President Obama‘s Justice Department now is not just defending Bush officials from lawsuits surrounding National Security Agency domestic spying, but seeking to expand the government’s authority by making it immune from any legal challenge regarding wiretapping — ever.

Olbermann went on to add that “the Obama administration is just flat-out dead wrong about this” and then contrasted Obama’s campaign statements on transparency with his conduct as President and concluded:  “That was then, this is now.”  Law Professor Jonathan Turley — who, as a regular on Olbermann’s show during the Bush years, was one of the single most-cited and praised sources by the netroots on matters of executive authority — said that Bush officials should wave a “Mission Accomplished” banner because they “have Barack Obama adopting the same extremist arguments and, in fact, exceeding the extremist arguments made by President Bush.”

Greenwald’s lengthy piece ends with this thought:

It’s also possible the Obama may (or may not) take actions in the future — releasing the last OLC torture memos, granting full due process rights to Guantanamo detainees, offering habeas hearings to abducted-and-rendered Bagram prisoners — that could substantially improve his record in the areas of accountability, transparency and adherence to Constitutional guarantees.  If he does those things, credit will be warranted — but only if and when he does them.  And thus far, he has not.  In most instances, he has done the opposite.

Whatever else one might say, the rule of law, the Constitution, and core civil liberties are the centerpiece of a healthy and well-functioning government, and nothing justifies an assault on those safeguards.  That was the argument most progressives made throughout the Bush presidency, and the more Obama continues on the Bush/Cheney path in this area, the more solid the progressive consensus against his actions becomes.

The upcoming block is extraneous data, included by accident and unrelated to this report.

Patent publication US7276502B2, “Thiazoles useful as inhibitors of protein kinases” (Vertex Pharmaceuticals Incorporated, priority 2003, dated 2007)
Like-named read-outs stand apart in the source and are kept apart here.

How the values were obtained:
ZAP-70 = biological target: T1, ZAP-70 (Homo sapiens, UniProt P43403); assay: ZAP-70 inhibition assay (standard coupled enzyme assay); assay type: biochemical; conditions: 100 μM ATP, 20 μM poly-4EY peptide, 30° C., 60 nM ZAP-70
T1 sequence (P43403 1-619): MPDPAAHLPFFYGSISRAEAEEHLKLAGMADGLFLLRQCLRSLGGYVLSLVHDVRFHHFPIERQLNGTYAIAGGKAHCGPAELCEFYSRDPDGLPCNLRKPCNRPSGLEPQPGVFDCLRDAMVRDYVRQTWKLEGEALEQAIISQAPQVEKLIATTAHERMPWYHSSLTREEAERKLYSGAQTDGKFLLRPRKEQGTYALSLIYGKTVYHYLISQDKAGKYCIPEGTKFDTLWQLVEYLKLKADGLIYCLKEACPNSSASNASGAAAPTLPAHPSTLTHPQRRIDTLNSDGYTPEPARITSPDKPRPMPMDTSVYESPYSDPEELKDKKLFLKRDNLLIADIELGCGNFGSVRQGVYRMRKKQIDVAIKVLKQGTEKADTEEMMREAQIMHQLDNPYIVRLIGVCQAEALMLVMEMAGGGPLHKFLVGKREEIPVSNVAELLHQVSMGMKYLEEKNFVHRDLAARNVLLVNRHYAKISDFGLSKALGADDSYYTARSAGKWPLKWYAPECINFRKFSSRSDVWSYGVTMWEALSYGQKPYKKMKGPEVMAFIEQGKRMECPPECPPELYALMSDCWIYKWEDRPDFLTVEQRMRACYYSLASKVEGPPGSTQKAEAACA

In Ireland, we used to believe that the man who “puts things on the long finger” was the man who intended to postpone things indefinitely. Any change from the ” Bush/Cheney path in this area” is, I believe, “on the long finger” as far as Obama is concerned.

Krugman & the Obama administration.

March 31, 2009

In his March the 21st blog – The Conscience of a Liberal – Paul Krugman, the Nobel Prize-winning economist and Op-Ed columnist for The New York Times, has some harsh things to say about the way the Obama administration is handling the US banking crisis.

The Obama administration is now completely wedded to the idea that there’s nothing fundamentally wrong with the financial system — that what we’re facing is the equivalent of a run on an essentially sound bank. As Tim Duy put it, there are no bad assets, only misunderstood assets. And if we get investors to understand that toxic waste is really, truly worth much more than anyone is willing to pay for it, all our problems will be solved.

There are those in the media who have begun to treat Krugman as a something crank, who has turned on an administration to which he should be aligning himself.

Andrew Leonard of Salon is not one of them Indeed, in an article published yesterday, he presented readers with what seems to me a single compelling reason to taking Krugman’s critique of Obama seriously.


We take Krugman seriously as an Obama critic because he was right about George Bush, and therefore he may well be correct about Obama (or Geithner). This is not a “15 minutes” phenomenon. This is the culmination of a groundswell long in the making. CNBC’s Rick Santelli gets his 15 minutes when he rants about “mortgage losers.” Paul Krugman will be a force to be reckoned with for many, many years to come. There’s a difference.


The first 30 days of President Barack Obama

March 15, 2009

The veteran American political journalist Elizabeth Drew has contributed a fine essay to The New York Review if Books summing up the successes and failures, as she sees them, of the Barack Obama administration’s first thirty days in office.